On October 14, 2012, Lee Strobel and Mark Mittelberg hosted a conference designed to both help Christians understand atheists and help atheists understand the journey many have traveled from atheism to a faith in Jesus. Guest speakers included Dr. William Lane Craig, Dr. Holly Ordway, and Got Questions Ministries board member and AllAboutGod.com co-founder Randall Niles. The conference was simulcast, but no DVD will be offered.
Part I: Dr. William Lane Craig
By Kersley Fitzgerald
Part 2 | Part 3
Dr. William Lane Craig is Research Professor of Philosophy at Talbot School of Theology in La Mirada, CA. He has PhDs in philosophy and theology. He did not grow up in the church, but always had the impression that there was something else out there—some distant and removed creator. He understood from science that one day the universe, the human race, and he personally would cease to exist. This wasn't a comforting thought. An encounter with a Christian girl in high school led him to understand that this creator wasn't so remote after all. In fact, the Creator loved him and was seriously interested in his life. He went home, read the New Testament, and came to the point where he couldn't refuse the person of Jesus. Because he was surrounded by non-Christian family and friends, he had to go directly into apologetics to defend his choice. A stint at Wheaton College helped him take the truth from the Bible and the beliefs in his heart and integrate them into his daily life and worldview.
The Evolution of AtheismDr. Craig explained the evolution of modern atheism at the Unpacking Atheism conference. In the days of Bertrand Russell and David Hume, atheists generally believed that religion was harmful and therefore had no place in public discourse. What one believed in private was their own affair, but religion and any reference to God should not be a part of politics. Many people, including Christians, still adhere to this line of thought. New Atheism, on the other hand, seeks to actively abolish belief in God in both public discourse and private belief.
Ironically, the increase in vehemence in atheistic thought has been paralleled with a decrease in rationality. The older anti-religious philosophers were more likely to qualify themselves as agnostic or skeptic. They understood that atheism is a truth claim that asserts "there is no God". As such, as with any truth claim, there needs to be scientific or logical proof or the statement is invalid. Since a negative claim like "there is no God" is not disprovable, older agnostics and skeptics rejected religion on philosophical grounds as dangerous and inappropriate, and left the existence of God to preachers and poets.
New Atheism is more personal. Instead of a statement about the nature of the cosmos, new atheists use the term "there is no God" to define their personal worldview. It is an autobiographical, psychological state. The statement, then, becomes both unprovable, because it is not intended as a description of fact, and un-debatable, because there is no way to argue against personal conviction. Strangely enough, the statement applies the term "atheist" to every being who does not believe in God—including babies and cats.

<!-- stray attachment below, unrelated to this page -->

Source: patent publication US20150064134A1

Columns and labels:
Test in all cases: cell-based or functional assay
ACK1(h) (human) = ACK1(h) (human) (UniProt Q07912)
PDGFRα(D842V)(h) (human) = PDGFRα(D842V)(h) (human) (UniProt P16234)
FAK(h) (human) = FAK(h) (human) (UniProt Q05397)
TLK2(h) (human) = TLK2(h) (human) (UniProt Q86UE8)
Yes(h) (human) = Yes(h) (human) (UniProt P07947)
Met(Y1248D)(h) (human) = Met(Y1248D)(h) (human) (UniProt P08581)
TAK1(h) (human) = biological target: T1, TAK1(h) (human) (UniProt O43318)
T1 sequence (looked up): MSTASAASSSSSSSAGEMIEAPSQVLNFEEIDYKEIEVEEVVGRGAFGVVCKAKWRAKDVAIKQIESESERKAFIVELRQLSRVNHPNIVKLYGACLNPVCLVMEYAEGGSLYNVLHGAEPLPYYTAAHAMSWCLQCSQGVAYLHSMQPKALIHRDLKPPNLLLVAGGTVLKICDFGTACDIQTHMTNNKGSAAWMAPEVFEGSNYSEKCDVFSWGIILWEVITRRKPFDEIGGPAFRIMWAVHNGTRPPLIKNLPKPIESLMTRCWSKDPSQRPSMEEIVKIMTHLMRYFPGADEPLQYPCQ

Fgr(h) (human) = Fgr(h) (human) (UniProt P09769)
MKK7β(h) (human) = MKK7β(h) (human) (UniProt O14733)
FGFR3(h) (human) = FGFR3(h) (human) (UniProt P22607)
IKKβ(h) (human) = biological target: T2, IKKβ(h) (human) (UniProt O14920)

Atheism vs. DeismDuring the conference, this question was raised: "What is the strongest argument for atheism?" Dr. Craig stated that the strongest argument is rarely brought up in the many debates he's engaged in, but is referred to in literature: the problem of evil. If God is all-powerful, He could eliminate suffering; if He is all-loving, He'd want to. The issue, however, is emotional, not philosophical. There is an emotional impetus behind the question that is best addressed by pastors and counselors. As a philosopher, he believes the intellectual problem is contrary; evil actually proves the existence of God because without a being that is morally superior to humanity, there can be no objective truth, and therefore no universal evil. Everything becomes culturally relativistic, that is, evil is in the eye of the tribe. This is, of course, the Moral Argument for the existence of God.
The arguments for the existence of a Creator-God is far more compelling. Dr. Craig mentioned several which we have articles for. In the interest of space, I'll just give summaries and list the articles.
Finally, Craig brought up the aforementioned Moral Argument. But he was careful to note that belief in God is not necessary for moral behavior. The difference between a moral Christian and a moral atheist is that the Christian can explain why morality is important and where it comes from.
Which God?Given the overwhelming arguments for the existence of God, the question becomes: which God? Of all the different religions and worldviews out there, which is correct? What proof is there that Christianity and the Bible are right?
As my theology prof from years ago also insisted, Dr. Craig explained that the Christian-Judeo God is the god Who reveals Himself through history. But Craig went on to say that because of this, the proof of God hangs on the veracity of biblical history. In other words, the Christian-Judeo God can be quickly counted out if the historical stories in the Bible prove to be untrue.
Again, we have several arguments that cover the historical accuracy of the Bible. In particular, the existence of the historical Jesus and the fact of His resurrection.
Finally, Dr. Craig explained that for many atheists, the big hang-up is miracles, both biblical and modern. Atheistic science discredits the existence of miracles because everything in the universe must be explainable by the physical sciences. Craig pointed out that if God is an active factor in the goings-on of the universe, miracles become a non-issue because God can do whatever He wants within the context of the universe.
For more on Dr. William Lane Craig, see his website at ReasonableFaith.org.
Next up: The Artist & the Lawyer
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